x
Hey there, it's just the usual obligatory message to inform you that this site uses cookies. Click here to find out more about our privacy policy or alternatively click the X on the top-right if you would rather just get on with the movie reviewing fun.
Cinema

Frank Sidebottom The Home of the Retrospective

ON DVD & BLU-RAY

Laura (1944) dir: Otto Preminger Blu Ray (Eureka!)

Murder and obsession

Dana Andrews plays Mark McPherson, an ace detective investigating the murder of a beautiful advertising executive named Laura Hunt (Gene Tierney). The chief suspects are two men close to her: a snobby and erudite newspaper columnist named Waldo Lydecker (Clifton Webb) who is in unrequited love with her, and the handsome but sleazy Shelby Carpenter (Vincent Price) with whom she was betrothed. The former appears to be an open book, relating the tale of their relationship in detail (in flashback) and seeming very enthusiastic in offering his assistance to McPherson in terms of getting to the bottom of the case. Carpenter, on the other hand, has a suspicious habit of not sticking to his stories.

What appears to be a simple case, however, is complicated by both McPherson’s increasingly obsessive fascination with Laura and a startling revelation which changes everything.

Watch a trailer:

A dreamlike film noir classic with outstanding central performances

Taken on a pure murder mystery level, Otto Preminger’s classic noir is, at first glance, relatively uncomplicated stuff. After all, there are only two suspects, one more immediately suspicious than the other - which means… well… if you’ve watched enough of these films then you’ll probably have guessed who carried out the act long before the climactic reveal. Mind you, there is also that surprise twist which comes around the halfway mark. Preminger handles this in a genuinely dislocatory manner by initially fooling the viewer into thinking that it’s some sort of liquor-induced fever dream on the part of Detective McPherson.

Indeed, on another level, that’s exactly what Laura is about. Dreams. Male dreams. Obsessive dreams about the central female character. Obsessive dreams that drive these men to acts of madness if they can’t possess what they desire. Yes: the whole film is chillingly relevant in the post-#MeToo era. There’s a genuinely haunting atmosphere here in the airy, lavishly-decorated apartment spaces in which it is set. The decorations of antique clocks, priceless crystal ornaments and a painstakingly vivid oil painting of its central subject convey an air of rarified romance which accurately reflects the collective male character mindset towards this central female figure.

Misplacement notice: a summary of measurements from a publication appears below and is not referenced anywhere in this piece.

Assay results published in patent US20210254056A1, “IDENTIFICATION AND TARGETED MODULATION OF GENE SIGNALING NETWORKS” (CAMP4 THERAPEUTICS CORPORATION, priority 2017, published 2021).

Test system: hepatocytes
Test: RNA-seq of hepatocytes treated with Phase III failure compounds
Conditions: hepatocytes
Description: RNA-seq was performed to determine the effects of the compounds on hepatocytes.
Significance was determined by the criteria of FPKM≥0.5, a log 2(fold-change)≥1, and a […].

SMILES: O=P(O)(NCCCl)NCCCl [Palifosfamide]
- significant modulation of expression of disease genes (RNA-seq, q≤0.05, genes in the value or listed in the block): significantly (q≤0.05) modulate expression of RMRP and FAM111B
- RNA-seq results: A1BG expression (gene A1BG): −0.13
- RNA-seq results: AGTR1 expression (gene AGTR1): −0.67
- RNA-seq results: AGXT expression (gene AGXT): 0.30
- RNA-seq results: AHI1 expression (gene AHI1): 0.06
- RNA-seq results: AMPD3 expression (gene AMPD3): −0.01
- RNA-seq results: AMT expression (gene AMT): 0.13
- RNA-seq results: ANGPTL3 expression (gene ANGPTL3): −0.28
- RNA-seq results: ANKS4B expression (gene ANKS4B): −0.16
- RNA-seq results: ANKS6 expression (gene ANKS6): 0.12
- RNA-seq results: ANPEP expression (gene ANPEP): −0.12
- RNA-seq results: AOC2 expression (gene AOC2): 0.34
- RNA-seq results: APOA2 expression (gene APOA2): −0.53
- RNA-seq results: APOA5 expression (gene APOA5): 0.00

Dana Andrews in Laura (1944)

The drama plays out via a quartet of wonderfully diverse performances. Gene Tierney plays Laura as less of a typical manipulative femme fatale type, and more as an inherently sweet woman who certainly appreciates certain qualities in the men surrounding her but never fully requites their intense love. She’s a truly radiant screen presence here and makes the viewer truly invest in her character’s considerable allure. Dana Andrews plays the typical carved-in-granite detective type from this era in his usual solid, no-nonsense fashion. Vincent Price’s formidable height is tellingly exploited in shots with the other actors here. As such, he is presented in a somewhat different light than in his later horror films. He comes across as less of an archetypal high camp villain and more the smug and shallow alpha male type whom women so often fall for, only to regret it when they discover how self-serving he is. The standout here, however, is Clifton Webb as Lydecker. His deadpan delivery of witheringly witty dialogue such as “I don't use a pen. I write with a goose quill dipped in venom.” is frequently hilarious. By turns, his character is arrogant, manipulative and curiously pathetic, a balance which Webb captures with a palpably sad empathy.

Laura was clearly an influence Alfred Hitchcock’s masterpiece Vertigo (1958). While it’s not quite in the same league as the latter film (which, after all, is widely considered to be one of the best ever made), it’s still a subliminally gripping gem.

Runtime: 88 mins

Dir: Otto Preminger

Script: Jay Dratler, Samuel Hoffenstein, Elizabeth Reinhardt, Ring Lardner Jr., from a novel by Vera Caspary

Starring: Gene Tierney, Dana Andrews, Clifton Webb, Vincent Price, Judith Anderson, Dorothy Adams